5 Reasons You Should Never Represent Yourself During Criminal Trial

What should you do if you’re charged with a criminal offense like a domestic assault? While hiring a criminal defense attorney is the best move, self-representation is also an option. But it’s unwise to represent yourself -- essentially serving as your own lawyer -- when facing serious charges.

Popular crime dramas have glamorized self-representation, but that’s make-believe and best left to the small or big screen. You need to make real-life decisions when the stakes are high. When liberty, financial well-being, and reputation hang in the balance, you need a good lawyer.

Your odds of beating the charges or reducing your punishment will increase with the right criminal defense attorney. Keep reading to see five reasons you should never represent yourself.

  1. What You Say Can and Will Be Used Against You

What you say could jeopardize your case. That’s one reason to skip the self-representation option. Most people who choose to represent themselves rather than hire legal counsel don’t have the legal know-how to do themselves justice. While seeking to build a solid case, you might say things that jeopardize your position. 

Do you want your words to hurt rather than help you? Obviously, no. But if you use the wrong words or communicate ambiguously, the prosecutor might pick your argument apart.

  1. You Could Get Caught Up in the Moment and Argue From Emotion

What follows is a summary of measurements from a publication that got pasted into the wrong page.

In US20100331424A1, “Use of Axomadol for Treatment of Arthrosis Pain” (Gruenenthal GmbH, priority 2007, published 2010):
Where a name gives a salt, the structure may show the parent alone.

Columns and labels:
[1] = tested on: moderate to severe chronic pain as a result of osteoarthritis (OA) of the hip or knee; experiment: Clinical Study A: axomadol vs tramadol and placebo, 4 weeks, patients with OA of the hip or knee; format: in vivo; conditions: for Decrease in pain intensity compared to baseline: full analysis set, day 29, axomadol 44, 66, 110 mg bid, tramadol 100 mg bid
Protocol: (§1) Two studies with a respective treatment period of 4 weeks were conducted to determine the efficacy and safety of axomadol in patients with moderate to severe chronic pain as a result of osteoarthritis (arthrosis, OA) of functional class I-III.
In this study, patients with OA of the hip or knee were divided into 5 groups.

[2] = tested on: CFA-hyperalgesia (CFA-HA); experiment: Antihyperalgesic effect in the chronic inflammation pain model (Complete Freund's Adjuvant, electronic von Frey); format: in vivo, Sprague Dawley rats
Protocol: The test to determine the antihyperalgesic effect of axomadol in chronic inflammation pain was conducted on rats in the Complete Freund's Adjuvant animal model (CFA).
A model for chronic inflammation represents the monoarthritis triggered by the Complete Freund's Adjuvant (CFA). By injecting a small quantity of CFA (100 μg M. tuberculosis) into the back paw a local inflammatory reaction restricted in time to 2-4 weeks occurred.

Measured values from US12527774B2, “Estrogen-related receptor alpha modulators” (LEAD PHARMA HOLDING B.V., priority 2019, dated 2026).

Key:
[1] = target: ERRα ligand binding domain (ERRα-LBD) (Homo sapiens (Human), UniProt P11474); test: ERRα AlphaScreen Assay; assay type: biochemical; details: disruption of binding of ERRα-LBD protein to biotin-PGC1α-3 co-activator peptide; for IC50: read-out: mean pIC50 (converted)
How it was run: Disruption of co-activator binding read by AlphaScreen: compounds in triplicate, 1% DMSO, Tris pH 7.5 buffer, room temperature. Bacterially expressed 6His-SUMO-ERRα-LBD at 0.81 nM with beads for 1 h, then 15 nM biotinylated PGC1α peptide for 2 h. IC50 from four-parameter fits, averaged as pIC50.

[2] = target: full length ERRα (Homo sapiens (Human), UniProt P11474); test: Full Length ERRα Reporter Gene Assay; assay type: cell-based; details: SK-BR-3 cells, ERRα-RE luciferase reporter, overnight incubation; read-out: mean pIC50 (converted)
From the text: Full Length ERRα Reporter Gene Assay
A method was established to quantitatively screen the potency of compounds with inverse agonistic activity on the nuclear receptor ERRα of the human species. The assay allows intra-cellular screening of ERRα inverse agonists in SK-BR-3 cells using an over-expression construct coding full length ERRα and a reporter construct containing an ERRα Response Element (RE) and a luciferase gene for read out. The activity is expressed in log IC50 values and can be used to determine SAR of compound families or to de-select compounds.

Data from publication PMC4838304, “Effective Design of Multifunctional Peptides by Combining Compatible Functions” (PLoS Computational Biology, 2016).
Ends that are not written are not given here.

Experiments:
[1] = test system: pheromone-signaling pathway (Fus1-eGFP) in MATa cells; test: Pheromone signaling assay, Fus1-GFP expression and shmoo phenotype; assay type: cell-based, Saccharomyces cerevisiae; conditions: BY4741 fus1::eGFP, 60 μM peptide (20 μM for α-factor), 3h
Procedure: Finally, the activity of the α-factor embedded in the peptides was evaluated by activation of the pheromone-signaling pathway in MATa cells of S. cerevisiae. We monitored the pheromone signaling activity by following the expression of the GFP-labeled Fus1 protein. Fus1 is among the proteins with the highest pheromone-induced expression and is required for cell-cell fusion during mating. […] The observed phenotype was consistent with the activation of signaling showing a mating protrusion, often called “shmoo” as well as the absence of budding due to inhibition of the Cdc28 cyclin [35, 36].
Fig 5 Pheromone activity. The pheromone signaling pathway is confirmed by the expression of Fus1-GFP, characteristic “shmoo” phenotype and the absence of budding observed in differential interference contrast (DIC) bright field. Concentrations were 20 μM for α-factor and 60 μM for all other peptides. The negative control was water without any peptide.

Experienced criminal defense attorneys work well under pressure, which is required if you want someone who can make a persuasive argument in your defense. One of the worst things you can do is get caught up in emotion. It is, after all, hard to see clearly and argue intelligently when on an emotional high. But you’ll have difficulty keeping your emotions in check if you represent yourself in court. The prosecutor will know how to press your buttons to get you to respond in a way that makes the wrong impression on the judge and jury.

  1. You Might Not Understand Courtroom Etiquette 

Yet another way self-representation could make matters worse for yourself is by breaking courtroom etiquette. You can be sure that lawyers and other courtroom staff know the dos and don’ts of being in a courtroom, but you likely won’t know the written and unwritten rules.

It’s best to hire a criminal defense lawyer who understands how trials proceed and what things to do and not do. Your lawyer will also advise you on how to behave in the courtroom.

  1. No One Will Hold Your Hand

Don't expect the judge or court clerks to hold your hand. You have the right to represent yourself, But if you run into difficulties, there'll be no recesses called to give you advice on the fly.

  1. The Risk Isn’t Worth It

Yet another reason you should represent yourself during a criminal trial is that the risk isn't worth it. When facing criminal charges carrying possible jail terms or fines, you don’t want to lower your odds of a good outcome. Self-representation isn't the way to go about it. Again, it might work in TV programs or movies, but that's just for your entertainment. Don't roll the dice when your liberty, reputation, and livelihood are at stake.

Hiring a Lawyer Makes Sense

If facing charges of a criminal nature, hire a criminal defense attorney who can provide expert legal counsel. You need to know what you’re up against, learn about the options, find out about potential outcomes, and get help reaching a settlement or fighting the charges in court. Self-representation is your right, but it isn’t in your best interests. Your best bet is to give yourself the best chance of beating the charges. And that means hiring a lawyer.

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